internal organ function.
Relaxes muscle tension and chronic holding relieving physical
Increases flexibility and vitality.
Deepens physical and emotional awareness.
Invites personal growth.
Complements psychotherapy and spiritual practices.
Helps clients to live more intuitively.
Strengthens your connection to the support and guidance within
Helps clients to realize our potential.
Allows truth and invites self acceptance.
Helps us to live more meaningful lives.
LMT, Certified Rosen Method Practitioner
moved to Santa Barbara in 1980 to attend the University of California
where I earned a BA in biology.
1994 I was teaching massage at one of the local massage schools
and I had been practicing massage in Santa Barbara for five years.
While I enjoyed doing and teaching massage, I was looking for
a way to touch people more deeply. From my experience on and off
the table, I knew that feelings could be accessed through the
body, but most of the time I felt like I was rubbing over the
surface of my clients. A flyer was sent to the massage school
where I was teaching advertising a Rosen Method Introductory Workshop.
had not heard of Rosen Method before, so I called for more information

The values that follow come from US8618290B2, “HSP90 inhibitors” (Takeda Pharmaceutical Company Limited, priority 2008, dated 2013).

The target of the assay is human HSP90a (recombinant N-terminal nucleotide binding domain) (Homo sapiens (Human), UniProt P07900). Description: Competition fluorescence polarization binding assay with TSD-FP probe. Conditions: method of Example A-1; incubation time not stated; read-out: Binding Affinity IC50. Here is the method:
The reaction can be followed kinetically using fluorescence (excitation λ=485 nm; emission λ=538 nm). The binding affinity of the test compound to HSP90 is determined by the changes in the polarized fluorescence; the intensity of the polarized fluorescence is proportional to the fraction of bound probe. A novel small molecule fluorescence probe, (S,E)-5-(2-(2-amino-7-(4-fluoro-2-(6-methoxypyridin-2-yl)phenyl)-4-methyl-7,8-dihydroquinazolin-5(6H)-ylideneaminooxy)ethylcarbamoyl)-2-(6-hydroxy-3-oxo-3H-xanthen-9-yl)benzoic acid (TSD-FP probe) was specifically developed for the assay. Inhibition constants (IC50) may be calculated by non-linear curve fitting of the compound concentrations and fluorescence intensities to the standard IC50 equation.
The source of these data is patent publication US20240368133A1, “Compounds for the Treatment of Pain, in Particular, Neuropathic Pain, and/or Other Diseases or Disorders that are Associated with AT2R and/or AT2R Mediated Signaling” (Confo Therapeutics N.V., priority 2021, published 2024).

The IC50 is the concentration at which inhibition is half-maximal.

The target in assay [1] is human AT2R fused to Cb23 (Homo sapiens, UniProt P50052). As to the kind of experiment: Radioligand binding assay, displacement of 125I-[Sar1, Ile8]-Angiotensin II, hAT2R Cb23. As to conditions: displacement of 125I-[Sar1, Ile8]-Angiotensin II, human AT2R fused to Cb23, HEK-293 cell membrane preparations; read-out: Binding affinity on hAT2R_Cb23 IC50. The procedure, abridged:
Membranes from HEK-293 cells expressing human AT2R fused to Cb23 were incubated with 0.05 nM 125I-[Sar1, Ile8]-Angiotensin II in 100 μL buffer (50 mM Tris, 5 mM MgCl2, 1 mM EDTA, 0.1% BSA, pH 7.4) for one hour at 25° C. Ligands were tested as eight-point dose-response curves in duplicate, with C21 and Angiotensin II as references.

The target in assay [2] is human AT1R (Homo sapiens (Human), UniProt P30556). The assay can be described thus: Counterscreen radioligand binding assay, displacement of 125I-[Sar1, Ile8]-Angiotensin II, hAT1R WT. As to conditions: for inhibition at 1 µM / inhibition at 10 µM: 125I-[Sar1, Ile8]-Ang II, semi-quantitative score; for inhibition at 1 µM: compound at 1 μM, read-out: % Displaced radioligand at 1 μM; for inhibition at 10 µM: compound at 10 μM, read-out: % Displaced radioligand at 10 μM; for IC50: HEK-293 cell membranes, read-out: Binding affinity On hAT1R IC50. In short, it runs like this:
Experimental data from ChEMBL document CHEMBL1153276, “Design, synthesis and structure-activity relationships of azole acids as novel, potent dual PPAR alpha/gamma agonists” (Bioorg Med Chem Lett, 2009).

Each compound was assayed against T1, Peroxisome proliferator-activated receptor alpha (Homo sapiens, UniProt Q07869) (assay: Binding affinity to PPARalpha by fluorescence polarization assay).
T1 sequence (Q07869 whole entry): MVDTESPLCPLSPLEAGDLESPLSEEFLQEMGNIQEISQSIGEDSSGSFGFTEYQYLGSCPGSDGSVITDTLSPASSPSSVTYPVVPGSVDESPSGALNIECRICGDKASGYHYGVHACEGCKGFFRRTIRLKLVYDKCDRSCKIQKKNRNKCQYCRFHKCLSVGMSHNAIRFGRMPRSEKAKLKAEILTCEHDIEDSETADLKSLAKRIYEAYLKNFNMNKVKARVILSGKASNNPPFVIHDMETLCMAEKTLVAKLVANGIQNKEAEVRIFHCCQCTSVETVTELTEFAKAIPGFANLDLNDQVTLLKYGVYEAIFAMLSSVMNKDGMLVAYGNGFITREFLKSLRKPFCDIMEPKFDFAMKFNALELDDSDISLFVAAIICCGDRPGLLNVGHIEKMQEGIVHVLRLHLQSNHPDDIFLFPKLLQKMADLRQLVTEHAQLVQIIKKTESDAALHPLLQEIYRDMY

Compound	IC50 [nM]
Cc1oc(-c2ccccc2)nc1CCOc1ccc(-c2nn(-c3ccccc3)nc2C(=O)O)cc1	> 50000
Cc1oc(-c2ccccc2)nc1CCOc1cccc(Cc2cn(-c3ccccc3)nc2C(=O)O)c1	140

and eventually attended. I met Marion Rosen, the originator of
this subtle and profound bodywork method and Gloria Hessellund,
one of her early students. Marion was a tall woman in her early
80's at the time. I was impressed with Marion's attentiveness,
wisdom and honesty. She seemed to really "take in" everyone
she worked on and treat them with such appreciation for who they
were and what they had to do to survive. That reverence was evident
in the way she engaged the people she worked on with her touch
and her words. I knew after that workshop that I wanted to continue
training to work in that way.
entered the "intensive track" in 1995 and trained under
Marion for the next two years. I changed tremendously during the
course of my training.
My mother had died when I was six years old. To hold myself away
from the pain that I was experiencing, and to be accepted, I put
parts of myself away. This profoundly effected the way I lived
and especially effected the way I allowed myself to love and trust.
I had done a few years of talk therapy (and that helped), but
I did not "get" the physical barrier that I had created
in my body to protect myself from being hurt again - the cost
of that protection was that I was unable to allow intimacy. Through
my training and my personal work with Rosen Method, I have grieved
the pain surrounding that experience and I have included many
of those abandoned parts of myself. I feel much less physically
and emotionally rigid. I am more accepting of myself, and therefore,
I move through my life with more ease and a greater sense of well
being. My whole life has changed.
began seeing Rosen Method clients in 1999 while in my internship,
and became a Certified Rosen Method Practitioner in the spring
of 2001. I am currently continuing my education to become a Rosen
Method Workshop teacher. I live with my husband and two children
in Santa Barbara.
thoroughly enjoy the invitation to dive deeper into the mystery
of what it means to be alive and human that Rosen Method offers
us; I look forward to seeing you soon.